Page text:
But in the late 1990s, researchers started noticing that surprisingly high numbers of blood donors in the US and other developed countries were showing up with anti-hepatitis E antibodies in their blood (which is typically evidence of a past infection). The researchers couldn’t figure out why or how these donors were being exposed to the viruses, absent international travel.
The findings hinted that people may have somehow come down with subclinical infections that cleared up on their own, Meng said. But if they did have the infection, it’s unlikely we would have been able to figure it out. When doctors are treating liver inflammation or other viral illnesses, they tend to think of the other hepatitis viruses first, A, B, C—but not E, he said. “This disease is grossly under-diagnosed in many countries,” and “we do not have an FDA-approved diagnostic test” for it, he added. If we did, “I’m sure that you’re going to see more cases reported in the clinics.”
The lack of diagnostics is part of a larger problem, Meng notes. “This is a very important public health pathogen, but it’s extremely under-studied. There are very few labs that study this virus.”
The few researchers on it, however, have figured out that there are at least four types of hepatitis E that infect humans, aka HEVs. They’re HEV genotypes 1, 2, 3, and 4. Researchers have collected genetic evidence that these HEVs can also infect a variety of animals, including pigs, wild boar, deer, rabbits, mongoose, chickens, camels, ferrets, greater bandicoots, Asian musk shrew, mink, moose, and fish. HEV G3 and G4, in particular, have been found to spread directly from pigs and wild boar to humans.
There are other strains (HEV-like strains) that infect rats and ferrets. These are genetically different from the HEVs, Meng points out, and there has been no evidence (except for the new case) that rat hepatitis E can spread from rats to humans. The genetic analysis of the strain infecting the patient in Hong Kong hasn’t been published yet, but researchers reported that it was “highly divergent” from the strains that infect humans.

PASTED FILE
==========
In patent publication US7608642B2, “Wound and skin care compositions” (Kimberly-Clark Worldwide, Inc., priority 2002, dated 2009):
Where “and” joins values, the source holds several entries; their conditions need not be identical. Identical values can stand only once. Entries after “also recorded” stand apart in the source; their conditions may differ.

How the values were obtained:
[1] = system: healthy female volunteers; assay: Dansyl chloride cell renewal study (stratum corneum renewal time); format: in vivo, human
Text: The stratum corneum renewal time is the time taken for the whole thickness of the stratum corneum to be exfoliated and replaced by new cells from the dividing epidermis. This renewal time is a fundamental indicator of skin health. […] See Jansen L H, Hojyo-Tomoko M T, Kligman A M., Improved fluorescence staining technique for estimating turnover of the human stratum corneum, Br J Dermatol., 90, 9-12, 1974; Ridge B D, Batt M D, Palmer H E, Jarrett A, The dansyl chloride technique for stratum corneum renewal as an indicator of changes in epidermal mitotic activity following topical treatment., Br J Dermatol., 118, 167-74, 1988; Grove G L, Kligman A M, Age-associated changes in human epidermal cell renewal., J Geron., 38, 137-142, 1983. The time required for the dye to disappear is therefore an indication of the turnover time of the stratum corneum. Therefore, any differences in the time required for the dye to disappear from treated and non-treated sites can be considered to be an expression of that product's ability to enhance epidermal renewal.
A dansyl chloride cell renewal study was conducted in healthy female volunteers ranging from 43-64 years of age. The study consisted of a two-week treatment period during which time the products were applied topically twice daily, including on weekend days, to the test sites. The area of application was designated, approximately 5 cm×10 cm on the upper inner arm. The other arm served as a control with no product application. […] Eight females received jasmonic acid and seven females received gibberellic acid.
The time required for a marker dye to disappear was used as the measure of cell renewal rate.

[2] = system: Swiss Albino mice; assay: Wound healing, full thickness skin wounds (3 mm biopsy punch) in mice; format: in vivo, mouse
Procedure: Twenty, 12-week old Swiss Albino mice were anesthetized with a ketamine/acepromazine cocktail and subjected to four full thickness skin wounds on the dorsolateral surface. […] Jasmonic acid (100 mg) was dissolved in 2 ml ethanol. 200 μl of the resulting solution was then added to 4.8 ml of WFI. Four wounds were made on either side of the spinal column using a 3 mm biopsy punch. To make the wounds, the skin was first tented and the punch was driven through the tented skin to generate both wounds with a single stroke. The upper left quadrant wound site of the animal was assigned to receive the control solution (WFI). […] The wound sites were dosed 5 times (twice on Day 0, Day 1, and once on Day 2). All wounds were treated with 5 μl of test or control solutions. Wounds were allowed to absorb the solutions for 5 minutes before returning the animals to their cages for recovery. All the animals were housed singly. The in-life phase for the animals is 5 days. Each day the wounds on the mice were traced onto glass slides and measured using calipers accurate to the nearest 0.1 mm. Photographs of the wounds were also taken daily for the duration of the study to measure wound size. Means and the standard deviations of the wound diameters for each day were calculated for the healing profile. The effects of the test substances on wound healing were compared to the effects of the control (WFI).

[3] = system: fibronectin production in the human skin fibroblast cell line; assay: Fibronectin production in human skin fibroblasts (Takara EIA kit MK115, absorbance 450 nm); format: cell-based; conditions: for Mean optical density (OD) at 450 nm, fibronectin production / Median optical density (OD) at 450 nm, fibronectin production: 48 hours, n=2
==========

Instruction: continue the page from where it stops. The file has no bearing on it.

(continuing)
Yet, in recent years, there have been numerous but controversial reports of rats being able to catch—and potentially spread—the HEVs themselves. This would be a tidy explanation of how humans, particularly ones in urban areas of developed countries, may be exposed to HEVs.
In 2010, researchers reported molecular evidence of HEV infections in wild rats in Hamburg, Germany. In subsequent years, researchers found further evidence of HEV in wild rats in Los Angeles and, more specifically, HEV G3 in wild rats from various places in the US. Still, researchers’ attempts to infect rats in labs with HEV have been hit or miss. And—except for the new case in Hong Kong—no one has caught viruses hopping from rats to humans.
In a 2016 article, Meng noted that we likely don’t know enough about hepatitis E viruses to figure out what’s going on. We may only have a glimpse of their genetic diversity in the wild, and we still don’t understand their life cycles or the full range of animals they can infect. “Significant progress in HEV research has been made in the past decade,” Meng concluded, “but many important questions remain.”